Boycott likely to play major role in Srinagar constituency

SRINAGAR: As Lok Sabha elections inch closer, stage seems set for an unusual and interesting four-way battle for the prestigious Srinagar parliamentary constituency between big shots and minors of pro-India politics in the Kashmir Valley where poll boycott still plays the dominant deciding factor.
For a change, the majors in Kashmir’s pro-India politics—National Conference (NC) and Peoples Democratic Party (PDP)—will be challenged by New Delhi-based Aam Aadmi Party (AAP) and North Kashmir-based Awami Itihaad Party (AIP) for political supremacy in the constituency.
If things stay unchanged in the weeks prior to the poll-day, AAP’s Dr Raja Muzzafar and AIP’s Rashid Rahil will contest against NC’s Dr Farooq Abdullah and PDP’s Tariq Hameed Karra. This interesting setting will test the newcomers’ popularity and stand for ‘honest-politics’ against the experience of controversial Abdullah and dormant Karra.
Srinagar constituency, spanning three districts of Srinagar, Budgam, and Ganderbal, has been surely but controversially a strong hold of NC. Abdullah was elected to the Indian parliament from here in the last two elections held in 2002 and 2009. His recent success and the preceding history is perhaps what led Abdullah to declare: “I will contest from Srinagar until I am dead.”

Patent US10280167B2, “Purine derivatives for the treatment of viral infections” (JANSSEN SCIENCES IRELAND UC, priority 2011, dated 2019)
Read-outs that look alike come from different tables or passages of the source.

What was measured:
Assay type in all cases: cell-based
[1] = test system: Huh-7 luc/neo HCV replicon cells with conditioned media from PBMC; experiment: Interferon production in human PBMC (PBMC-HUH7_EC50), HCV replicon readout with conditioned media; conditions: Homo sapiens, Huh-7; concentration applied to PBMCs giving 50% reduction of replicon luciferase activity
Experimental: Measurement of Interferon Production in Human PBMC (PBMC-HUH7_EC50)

He made the declaration at his father Sheikh Mohammed Abdullah’s graveyard where he announced candidates for Lok Sabha seats.
However, Abdullah has been surrounded with controversies, of late. Not that the outspoken, staunchly pro-India NC president is unknown to controversies, but the electorate may not see negative publicity as an appealing trait given the variety offered to them in the changing (or changed) political landscape of the Valley.
Not long before the elections were announced, Abdullah enraged civil society and the politicians across the board when he chose to describe Kashmiris as ‘Maha Choor’ (big thieves). The fury that the remark generated made Abdullah to rebut his statement. “I didn’t say it,” he was made to state in his defence with politicians’ typical shield: “I was misquoted.”